The Book Launch

The day finally arrived – The Theatre of Dreams was officially launched and it’s like sending a baby out into the big wide world. You hope everyone is going to like it, you hope you’ve created something endearing and captivating, but of course, books are subjective and not everyone is going to be enthralled by your style or even interested in your genre.

It seems to have been an awful long time coming – eight months in total since I signed that publishing contract and it has been hard keeping the momentum of  ‘I’ve got a book coming out’ going. I have tried to build an ‘author platform’ during that period – it’s a been a learning curve that has taken me right out of my comfort zone and I’ve still got a long way to go.

I’ve extolled the virtues of my book, I’ve described it as warm-hearted, as funny, entertaining, now at least it’s out there in the public domain people can read it for themselves, make up their own minds and hopefully agree.  The proof, as they say, is in the pudding. I think I’ve baked something quite delicious but now it’s time for the taste test!

The Theatre of Dreams is out there taking its first steps, and the online launch  – interacting on social media with four different devices all pinging away at the same time – went without a hitch,  and the physical launch, more of a celebration with friends and family and an open invitation to everyone I’ve ever met in Southampton to come along, went better than I could have hoped, and in fact provided a wonderful opportunity to catch up with a few people I hadn’t seen for years! (Oh yeh, and I did sell a few books too…)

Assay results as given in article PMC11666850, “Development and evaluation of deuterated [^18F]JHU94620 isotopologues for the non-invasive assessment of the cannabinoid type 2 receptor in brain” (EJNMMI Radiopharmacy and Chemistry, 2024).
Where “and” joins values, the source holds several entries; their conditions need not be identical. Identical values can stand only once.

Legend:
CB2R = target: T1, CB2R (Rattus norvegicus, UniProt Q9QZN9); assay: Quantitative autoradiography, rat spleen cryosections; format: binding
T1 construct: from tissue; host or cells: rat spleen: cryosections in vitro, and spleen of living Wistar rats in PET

As much as I’d now like to sit back and take a break from social media I can’t. The launch is just the beginning – a book is for life, but I no longer feel quite so much like a one-man band. I’ve had good reviews, I know I’ve written a well-rounded story and I will keep on plugging away.   Hopefully I will have more confidence to go out there and promote myself.  I read somewhere that the best marketing tool is to write another book. That’s taken a bit of a backseat over the last couple of months  but I feel ready now to pick up the WIP and attack it with new vigour.  And more importantly, breathe…..

Competition Time!

I think it is every writer’s dream to see their name in print. I write because I enjoy it, and I want to publish what I write not for some great ego trip, but because I think other people might enjoy reading it too. I’m an avid reader, I’m never without a book at bedtime, and I write the sort of stories I like to read myself.

I don’t enter  a great deal of writing competitions. I did when I first started out because quite naturally when you first start out you think everything you write is absolutely brilliant. One win in a local competition early on spurred me on to national competitions where the field of competitors increased considerably. After paying for a critique and receiving feedback where the only positive comment was the way I’d laid my story out on the page, I more or less gave up – until earlier this year when I plucked up the courage to submit a couple of short stories to Writing Magazine.

When I began submitting novel number one (which has been re-named and rejected so many times it’s easier just to refer to it as novel number one), I followed all the old advice about starting something new straight away and the idea for the Theatre of Dreams, which had been brewing for some time, just seemed to fall into place.  Second time round, when I began submitting The Theatre of Dreams I had no back-up plan. I didn’t have an idea for a new novel, so I had to think of something else to take my mind off that lengthy wait for aents/publishers to respond (which thanks to Crooked Cat wasn’t such a lengthy wait after all!).